30. That's why we gotta act now, Rufus, before it's too late!


    I'm keeping my leg up, ready to pee on the whole deal when the time is right. After I see what they do, and if it has any chance of doing some good.

    But I'm still pulling the lever for Palin. Remember the children, T.!

  31. Remember Pastor Wright! Where are those G-damn America ads?

  32. I can't help but feel that the truth here is the wealth in the nation's 401Ks was used as gamblin' money on the credit default swaps and derivatives.

    The subprime "mess" was 5% of all mortgages. If the other 95% was OK, then it seems that the 5% of bad ones could be covered.

    What I suspect is that the CDS market magnified the subprime liability 10,000 fold - i.e. traders traded air back and forth and made huge fees in the process - because they bet that nobody would default on their loans and were wrong.

    I think what Paulson and Bernanke fear is that when the American public figures out their 401Ks are nothing but air, a run of 2% will bring the whole thing down. Americans are realizing the financial system in the US has become as criminal as Russia's. They are going to want to put their money into something that isn't a steaming pile of bullshit.

    Since the fedgov has hosed our children and grandchildren on social security and medicare, 401Ks were the hedge against the 20% sunk-cost payroll tax of the entitlement programs of Lenin. At least it was our fucking money.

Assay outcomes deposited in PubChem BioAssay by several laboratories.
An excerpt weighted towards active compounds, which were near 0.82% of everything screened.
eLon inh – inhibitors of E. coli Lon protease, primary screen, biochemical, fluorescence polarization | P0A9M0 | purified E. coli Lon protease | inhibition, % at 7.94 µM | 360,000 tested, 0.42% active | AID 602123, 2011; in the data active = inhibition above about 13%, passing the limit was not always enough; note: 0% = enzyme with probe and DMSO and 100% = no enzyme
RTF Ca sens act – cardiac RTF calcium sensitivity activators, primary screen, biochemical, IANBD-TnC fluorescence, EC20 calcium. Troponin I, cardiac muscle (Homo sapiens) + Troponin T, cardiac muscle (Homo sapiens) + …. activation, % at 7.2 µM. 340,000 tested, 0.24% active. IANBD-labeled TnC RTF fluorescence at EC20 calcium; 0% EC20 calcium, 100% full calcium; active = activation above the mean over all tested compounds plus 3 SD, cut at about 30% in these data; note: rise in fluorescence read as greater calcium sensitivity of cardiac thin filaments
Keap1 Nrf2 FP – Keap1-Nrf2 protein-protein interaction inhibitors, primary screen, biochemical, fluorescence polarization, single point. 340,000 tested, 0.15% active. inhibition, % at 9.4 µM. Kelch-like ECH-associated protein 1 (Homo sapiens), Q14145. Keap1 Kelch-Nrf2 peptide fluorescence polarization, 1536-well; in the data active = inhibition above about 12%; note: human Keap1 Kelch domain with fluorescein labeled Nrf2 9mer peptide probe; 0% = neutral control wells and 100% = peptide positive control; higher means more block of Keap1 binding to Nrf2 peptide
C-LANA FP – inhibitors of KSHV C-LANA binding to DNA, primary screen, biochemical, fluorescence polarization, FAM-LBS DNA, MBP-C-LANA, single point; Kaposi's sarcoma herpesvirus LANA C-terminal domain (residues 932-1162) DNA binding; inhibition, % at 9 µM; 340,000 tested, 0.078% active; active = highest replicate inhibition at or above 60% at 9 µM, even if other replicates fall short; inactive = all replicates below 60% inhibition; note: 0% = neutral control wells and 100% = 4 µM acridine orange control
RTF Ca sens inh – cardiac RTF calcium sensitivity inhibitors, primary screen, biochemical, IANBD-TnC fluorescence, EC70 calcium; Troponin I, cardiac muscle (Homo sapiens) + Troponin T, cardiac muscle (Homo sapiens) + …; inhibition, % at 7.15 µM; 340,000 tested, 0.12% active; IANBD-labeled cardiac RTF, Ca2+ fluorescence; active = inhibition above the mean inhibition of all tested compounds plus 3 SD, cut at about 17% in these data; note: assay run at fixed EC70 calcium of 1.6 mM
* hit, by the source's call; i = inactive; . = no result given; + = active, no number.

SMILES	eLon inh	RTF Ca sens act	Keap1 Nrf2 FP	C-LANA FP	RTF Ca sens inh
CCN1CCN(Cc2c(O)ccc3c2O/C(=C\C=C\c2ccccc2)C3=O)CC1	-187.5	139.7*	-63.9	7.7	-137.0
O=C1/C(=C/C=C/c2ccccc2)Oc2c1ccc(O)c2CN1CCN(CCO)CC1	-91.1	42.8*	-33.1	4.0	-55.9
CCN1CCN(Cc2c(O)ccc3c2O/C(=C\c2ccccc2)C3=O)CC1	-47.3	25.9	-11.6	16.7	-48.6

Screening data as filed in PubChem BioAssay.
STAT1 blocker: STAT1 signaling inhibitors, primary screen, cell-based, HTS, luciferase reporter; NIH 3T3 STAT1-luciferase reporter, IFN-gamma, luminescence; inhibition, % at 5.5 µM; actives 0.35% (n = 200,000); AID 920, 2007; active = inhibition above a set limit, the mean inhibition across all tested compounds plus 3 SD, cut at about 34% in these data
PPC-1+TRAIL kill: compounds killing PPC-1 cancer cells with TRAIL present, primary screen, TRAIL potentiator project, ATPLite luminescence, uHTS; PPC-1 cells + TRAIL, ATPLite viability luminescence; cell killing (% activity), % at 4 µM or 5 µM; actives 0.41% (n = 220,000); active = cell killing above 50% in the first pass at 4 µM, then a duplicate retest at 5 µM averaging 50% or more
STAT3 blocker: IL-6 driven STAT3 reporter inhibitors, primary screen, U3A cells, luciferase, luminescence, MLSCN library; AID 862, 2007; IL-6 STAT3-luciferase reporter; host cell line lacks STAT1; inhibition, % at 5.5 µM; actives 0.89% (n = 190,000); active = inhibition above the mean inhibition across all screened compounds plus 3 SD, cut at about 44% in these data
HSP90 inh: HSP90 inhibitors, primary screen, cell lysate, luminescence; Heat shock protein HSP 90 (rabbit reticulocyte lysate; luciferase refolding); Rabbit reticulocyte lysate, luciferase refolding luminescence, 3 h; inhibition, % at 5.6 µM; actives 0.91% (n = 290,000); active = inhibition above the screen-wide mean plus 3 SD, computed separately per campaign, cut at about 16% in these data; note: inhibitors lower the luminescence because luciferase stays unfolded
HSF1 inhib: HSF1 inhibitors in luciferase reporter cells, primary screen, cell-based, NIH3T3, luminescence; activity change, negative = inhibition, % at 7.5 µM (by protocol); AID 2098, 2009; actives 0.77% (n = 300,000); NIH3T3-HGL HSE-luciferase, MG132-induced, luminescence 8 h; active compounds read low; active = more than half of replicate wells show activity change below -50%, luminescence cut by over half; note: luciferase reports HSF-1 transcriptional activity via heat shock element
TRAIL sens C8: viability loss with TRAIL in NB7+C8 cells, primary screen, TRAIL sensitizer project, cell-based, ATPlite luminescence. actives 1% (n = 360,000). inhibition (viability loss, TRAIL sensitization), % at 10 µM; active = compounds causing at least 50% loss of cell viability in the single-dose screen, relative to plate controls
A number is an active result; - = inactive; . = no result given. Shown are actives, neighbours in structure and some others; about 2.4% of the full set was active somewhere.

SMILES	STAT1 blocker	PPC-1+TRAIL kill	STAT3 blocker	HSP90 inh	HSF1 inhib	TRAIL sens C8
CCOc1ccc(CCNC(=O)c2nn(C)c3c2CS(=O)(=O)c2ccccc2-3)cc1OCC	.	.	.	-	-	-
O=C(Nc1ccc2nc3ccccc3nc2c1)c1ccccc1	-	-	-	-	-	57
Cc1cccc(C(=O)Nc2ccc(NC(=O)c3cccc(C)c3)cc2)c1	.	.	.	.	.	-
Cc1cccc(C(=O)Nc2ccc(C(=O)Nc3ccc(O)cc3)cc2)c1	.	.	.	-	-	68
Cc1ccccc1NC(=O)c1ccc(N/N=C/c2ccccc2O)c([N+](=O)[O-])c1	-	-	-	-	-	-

When we all see our 401ks go up in smoke, 100 million enraged people will march on DC, burn it to the ground, turn left to Wall Street, decorate the lampposts with the corpses of investment bankers and level the rest of south Manhattan with the hole that was the WTC.

    Or so I can hope.

  33. When we all see our 401ks go up in smoke, 100 million enraged people will march on DC, burn it to the ground, turn left to Wall Street, decorate the lampposts with the corpses of investment bankers and level the rest of south Manhattan with the hole that was the WTC.

    Great description, D-Day.

    A Little Like This, Perhaps

  34. Before joining Skidmore in 2006 as the F. William Harder Professor in the Department of Management and Business, Paul Calhoun worked for more than 30 years for Mellon Financial Corp., one of the world’s largest money management firms and a major commercial bank. For six years in the 1990s, he was general manager of the Jumbo Mortgage Division of the Boston Co., a Mellon subsidiary.

    Q & A:

    Q: Treasury Secretary Henry Paulson and Federal Reserve Chairman Ben Bernanke are urging Congress to enact a $700 billion plan to rescue the financial services industry. What do you like about it?

    I like it because it addresses the root cause of distress at financial institutions, which is the large volume of impaired and hard-to-value assets that they hold. I also like it because it is not institution-specific, and because there is a successful precedent for this idea.


    Q: What don't you like about it?

    I don’t like it because the definition of impaired assets is too indeterminate at this time. I think it is difficult to judge whether $700 billion is enough, and mortgages are difficult to value.